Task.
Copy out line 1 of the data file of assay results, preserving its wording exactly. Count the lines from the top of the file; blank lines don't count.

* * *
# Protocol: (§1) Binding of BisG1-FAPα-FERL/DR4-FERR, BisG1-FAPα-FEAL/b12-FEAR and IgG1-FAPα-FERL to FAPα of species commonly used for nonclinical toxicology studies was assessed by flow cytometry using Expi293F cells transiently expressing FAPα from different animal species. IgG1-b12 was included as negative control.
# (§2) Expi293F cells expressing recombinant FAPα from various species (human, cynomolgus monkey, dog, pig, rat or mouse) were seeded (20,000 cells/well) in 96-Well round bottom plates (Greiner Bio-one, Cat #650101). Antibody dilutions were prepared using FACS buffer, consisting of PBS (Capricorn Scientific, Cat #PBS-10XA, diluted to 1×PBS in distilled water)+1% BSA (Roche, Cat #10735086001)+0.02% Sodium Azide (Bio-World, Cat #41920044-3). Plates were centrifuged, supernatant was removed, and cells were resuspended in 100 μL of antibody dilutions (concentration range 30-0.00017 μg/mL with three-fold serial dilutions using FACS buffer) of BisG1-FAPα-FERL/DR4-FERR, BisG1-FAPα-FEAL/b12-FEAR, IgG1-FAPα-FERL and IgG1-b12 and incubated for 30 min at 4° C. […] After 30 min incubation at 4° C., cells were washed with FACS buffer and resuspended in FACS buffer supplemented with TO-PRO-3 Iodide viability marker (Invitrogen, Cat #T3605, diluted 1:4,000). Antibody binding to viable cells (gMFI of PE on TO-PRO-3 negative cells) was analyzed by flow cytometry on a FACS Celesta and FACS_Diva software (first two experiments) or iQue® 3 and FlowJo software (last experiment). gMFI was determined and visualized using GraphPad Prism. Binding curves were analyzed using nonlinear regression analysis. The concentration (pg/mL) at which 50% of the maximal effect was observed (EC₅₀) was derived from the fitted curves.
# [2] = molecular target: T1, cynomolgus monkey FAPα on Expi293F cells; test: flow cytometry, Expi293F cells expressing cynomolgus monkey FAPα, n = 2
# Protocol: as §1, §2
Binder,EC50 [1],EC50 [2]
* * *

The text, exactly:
# Protocol: (§1) Binding of BisG1-FAPα-FERL/DR4-FERR, BisG1-FAPα-FEAL/b12-FEAR and IgG1-FAPα-FERL to FAPα of species commonly used for nonclinical toxicology studies was assessed by flow cytometry using Expi293F cells transiently expressing FAPα from different animal species. IgG1-b12 was included as negative control.